“Starting next quarter, staff will only be able to order vegetarian catering”, the university wrote in a press release on 6 February in which it acknowledged the climate emergency. Students and staff will also be ‘encouraged’ to opt for vegetarian food on campus more often, according to the announcement. So are croquette sandwiches now taboo? And what do we know about these plans? Five questions about the consequences of the climate emergency declared by EUR.

Will staff still be able to order meat via the catering service as of 1 April?

Yes, says Michel Flaton, general manager at campus caterer Vitam. “Vitam’s standard catering on campus has been vegetarian for years, but meat can be requested.” According to Flaton, meat is still popular in lunches and snacks, especially croquette sandwiches. “The demand is still there, so we supply it. These agreements are in our contract with the university.”

Nevertheless, the university is switching to vegetarian catering on all occasions via an intermediate step. Managers are responsible for ensuring that happens. This has been decided by the deans and the Executive Board, explains Mariecke van der Glas, Sustainability programme manager.

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When will staff no longer be able to order meat via the catering service?

The first step will be taken some time in the second quarter of this year. The exact date has yet to be decided, Van der Glas says. “This first step will be to stop ordering beef and pork for lunches and snacks offered by the catering service. Both of these have a high environmental impact. Milk and buttermilk orders will be discontinued as well, since the production of milk is related to the production of beef.” Later on, other types of meat like chicken, turkey and goat will possibly be added to the list of products that can no longer be ordered.

Because EUR cannot and doesn’t want to simply ignore existing contracts with its caterers, staff is asked to take their responsibility. Meat options will still be displayed in the system. “Managers are asked to monitor what can and cannot be ordered. Those who are authorised to place orders will receive instructions from us.” The second step – towards 100% vegetarian – will follow shortly thereafter, also in the second quarter.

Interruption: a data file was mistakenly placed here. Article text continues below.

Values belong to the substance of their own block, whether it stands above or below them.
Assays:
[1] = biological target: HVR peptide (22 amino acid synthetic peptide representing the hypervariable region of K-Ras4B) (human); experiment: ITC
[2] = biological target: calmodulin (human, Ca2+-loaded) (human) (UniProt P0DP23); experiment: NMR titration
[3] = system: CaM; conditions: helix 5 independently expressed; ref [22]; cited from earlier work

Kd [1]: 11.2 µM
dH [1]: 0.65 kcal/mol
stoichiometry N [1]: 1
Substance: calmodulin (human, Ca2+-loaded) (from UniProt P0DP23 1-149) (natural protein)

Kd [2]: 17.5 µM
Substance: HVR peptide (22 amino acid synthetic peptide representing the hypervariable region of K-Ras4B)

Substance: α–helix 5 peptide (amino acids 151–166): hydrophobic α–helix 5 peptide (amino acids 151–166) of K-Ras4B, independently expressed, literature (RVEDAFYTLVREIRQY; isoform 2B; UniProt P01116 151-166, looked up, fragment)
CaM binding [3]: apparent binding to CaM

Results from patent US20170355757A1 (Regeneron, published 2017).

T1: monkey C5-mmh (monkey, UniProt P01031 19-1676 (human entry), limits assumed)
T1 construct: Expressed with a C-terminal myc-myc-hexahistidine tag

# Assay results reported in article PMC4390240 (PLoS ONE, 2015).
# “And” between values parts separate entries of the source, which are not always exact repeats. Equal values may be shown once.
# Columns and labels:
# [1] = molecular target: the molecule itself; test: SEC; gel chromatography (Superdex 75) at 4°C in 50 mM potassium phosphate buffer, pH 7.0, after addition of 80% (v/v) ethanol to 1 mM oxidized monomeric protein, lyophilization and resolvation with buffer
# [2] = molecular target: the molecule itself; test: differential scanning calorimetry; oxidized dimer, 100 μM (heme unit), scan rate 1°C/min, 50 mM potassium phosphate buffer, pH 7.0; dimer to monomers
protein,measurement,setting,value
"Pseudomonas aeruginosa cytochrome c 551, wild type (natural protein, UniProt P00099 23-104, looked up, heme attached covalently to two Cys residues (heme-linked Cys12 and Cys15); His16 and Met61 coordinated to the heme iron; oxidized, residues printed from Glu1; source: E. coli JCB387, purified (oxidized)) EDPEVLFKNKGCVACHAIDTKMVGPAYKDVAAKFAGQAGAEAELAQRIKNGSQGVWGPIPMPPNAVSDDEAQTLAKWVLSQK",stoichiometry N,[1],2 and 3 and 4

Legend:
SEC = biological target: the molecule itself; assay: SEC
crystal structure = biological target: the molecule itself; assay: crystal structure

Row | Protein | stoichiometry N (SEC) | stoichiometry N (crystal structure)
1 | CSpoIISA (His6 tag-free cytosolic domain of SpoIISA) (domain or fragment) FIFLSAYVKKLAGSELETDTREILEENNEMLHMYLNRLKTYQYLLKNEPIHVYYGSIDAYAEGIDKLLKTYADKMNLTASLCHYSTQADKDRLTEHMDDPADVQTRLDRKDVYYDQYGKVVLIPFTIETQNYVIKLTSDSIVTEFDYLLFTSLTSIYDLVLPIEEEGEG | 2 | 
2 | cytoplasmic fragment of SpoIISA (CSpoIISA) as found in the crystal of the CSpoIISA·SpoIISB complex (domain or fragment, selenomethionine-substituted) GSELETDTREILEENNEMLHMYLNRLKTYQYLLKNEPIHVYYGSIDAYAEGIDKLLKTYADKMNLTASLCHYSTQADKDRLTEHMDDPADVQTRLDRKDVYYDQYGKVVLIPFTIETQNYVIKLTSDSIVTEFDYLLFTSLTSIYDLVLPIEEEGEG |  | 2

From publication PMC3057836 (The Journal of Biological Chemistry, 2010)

Will it soon no longer be permitted to eat meat at the university?

“We’re not going to stop you at the door to check whether you’ve brought a beef sandwich from home”, Van der Glas says. “We aren’t imposing anything. If you want to eat beef, that’s up to you. The measures apply to the catering options that the university pays for. If EUR pays the piper, then EUR calls the tune.”

The university will offer discounts to encourage students and staff to eat vegetarian food. How will that work?

The discounts will not apply to vegetarian options, as originally announced, but to vegan meals. The promotion will last three months – and only at the two Vitam restaurants in Mandeville and Tinbergen. “The large and small vegan meals will be offered at a lower price during those three months”, Flaton says. How much lower has not yet been determined, nor has the exact start date of the project, Van der Glas adds. The proposal is currently being reviewed by the Executive Board, so the promotion will begin as soon as it has made a decision.

Will the campus be completely vegan by 2030?

That is still the plan. “The two measures are the first step on the path towards 2030”, Van der Glas explains. “We want to make it easier for consumers and suppliers by gradually changing the available options. Right now, we’re looking at what works. The aim of the discounts is to introduce people to plant-based foods. If it doesn’t work, we won’t give up on our 2030 target. The goal won’t change, but how exactly we get there might. We’re in a climate crisis.”

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